For most engineers and scientists, working with a model of a physical system instead of an actual prototype provides a convenient way to experiment with various design and control ideas. The benefits of working with models are well understood in engineering, physical sciences, and economics and are gaining recognition in medicine, biomedical sciences, and finance. However, in order to make full use of models in these areas, the model must *accurately represent the behavior of the actual system under study.*

Simulink Parameter Estimation is a tool designed to help you calibrate the response of your Simulink model to match the outputs of the physical system or prototype that you are modeling. Thus, it eliminates the need to adjust the model parameters by trial and error or develop your own optimization routines in-house. Using experimental data and state-of-the-art optimization methods, Simulink Parameter Estimation computes your model parameters and initial conditions.

This article describes how to use Simulink Parameter Estimation to estimate the parameters of a multidomain DC servo motor model. We develop the model using the first-principles modeling approach and physical domain modeling tools including Simscape Electrical and SimDriveline. Simulink Parameter Estimation handles the parameter estimation problem, using experimental data collected on the actual system to identify all unknown model parameters.

### Modeling and Parameter Estimation

First-principles modeling is a tool-based approach to determining the dynamics of an actual system using basic physical laws to model each component in the system. This enables an engineer to build a model in the same way they would build the actual system: through physical connections rather than equation composition. The first-principles approach enables more engineers to better understand the model without conducting lengthy mathematical calculations—it simplifies the modeling task and saves time and resources.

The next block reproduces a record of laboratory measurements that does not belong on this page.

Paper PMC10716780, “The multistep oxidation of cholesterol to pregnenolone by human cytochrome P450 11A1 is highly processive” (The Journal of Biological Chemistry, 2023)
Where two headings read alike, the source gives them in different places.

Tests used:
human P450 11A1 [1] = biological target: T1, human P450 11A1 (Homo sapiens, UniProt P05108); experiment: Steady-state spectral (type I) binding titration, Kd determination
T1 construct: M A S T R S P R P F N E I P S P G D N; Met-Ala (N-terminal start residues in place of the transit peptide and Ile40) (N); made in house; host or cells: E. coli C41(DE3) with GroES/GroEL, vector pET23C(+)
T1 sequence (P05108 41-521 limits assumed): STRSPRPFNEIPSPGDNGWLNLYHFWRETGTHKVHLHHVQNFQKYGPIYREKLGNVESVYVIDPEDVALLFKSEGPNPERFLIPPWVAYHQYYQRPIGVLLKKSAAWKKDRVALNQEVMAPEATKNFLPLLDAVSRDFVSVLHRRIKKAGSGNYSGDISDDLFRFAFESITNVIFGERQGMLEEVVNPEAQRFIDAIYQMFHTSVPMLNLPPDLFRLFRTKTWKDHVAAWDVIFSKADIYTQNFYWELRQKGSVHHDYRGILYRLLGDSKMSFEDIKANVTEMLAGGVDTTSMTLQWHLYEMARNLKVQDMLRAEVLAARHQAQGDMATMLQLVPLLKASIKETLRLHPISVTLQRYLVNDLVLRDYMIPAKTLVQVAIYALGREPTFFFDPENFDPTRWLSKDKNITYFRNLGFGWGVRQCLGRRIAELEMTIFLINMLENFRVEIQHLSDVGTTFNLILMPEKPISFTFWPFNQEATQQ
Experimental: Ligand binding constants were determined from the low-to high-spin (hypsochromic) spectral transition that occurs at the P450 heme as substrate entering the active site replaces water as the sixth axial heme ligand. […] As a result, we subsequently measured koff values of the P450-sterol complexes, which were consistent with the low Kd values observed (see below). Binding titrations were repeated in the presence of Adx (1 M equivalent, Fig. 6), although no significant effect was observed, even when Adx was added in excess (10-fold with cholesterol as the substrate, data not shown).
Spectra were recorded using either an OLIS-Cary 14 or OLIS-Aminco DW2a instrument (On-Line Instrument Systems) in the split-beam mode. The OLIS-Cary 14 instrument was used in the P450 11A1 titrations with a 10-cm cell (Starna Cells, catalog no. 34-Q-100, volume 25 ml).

Simulink is well-suited to first-principles modeling with its graphical environment that represents components such as gains, integrators, and multipliers in a block format. Using physical domain modeling tools enables us to avoid a manual equation-composition process by building models using bodies, joints, gears, clutches, power sources, and resistors.

First-principles models provide important insight into system behavior, but may lack accuracy. It is very important that our model response matches the real-world data. Fortunately, a model developed using a first-principles approach renders the parameters relating to physical quantities readily exposed and available for estimation. We can use parameter estimation to obtain an accurate model of a real system, and an accurate model provides a strong platform for further design or control strategy development.

### Example: DC Servo Motor System

A DC servo motor, with its electrical and mechanical components, provides a great example to illustrate multidomain modeling using first principles.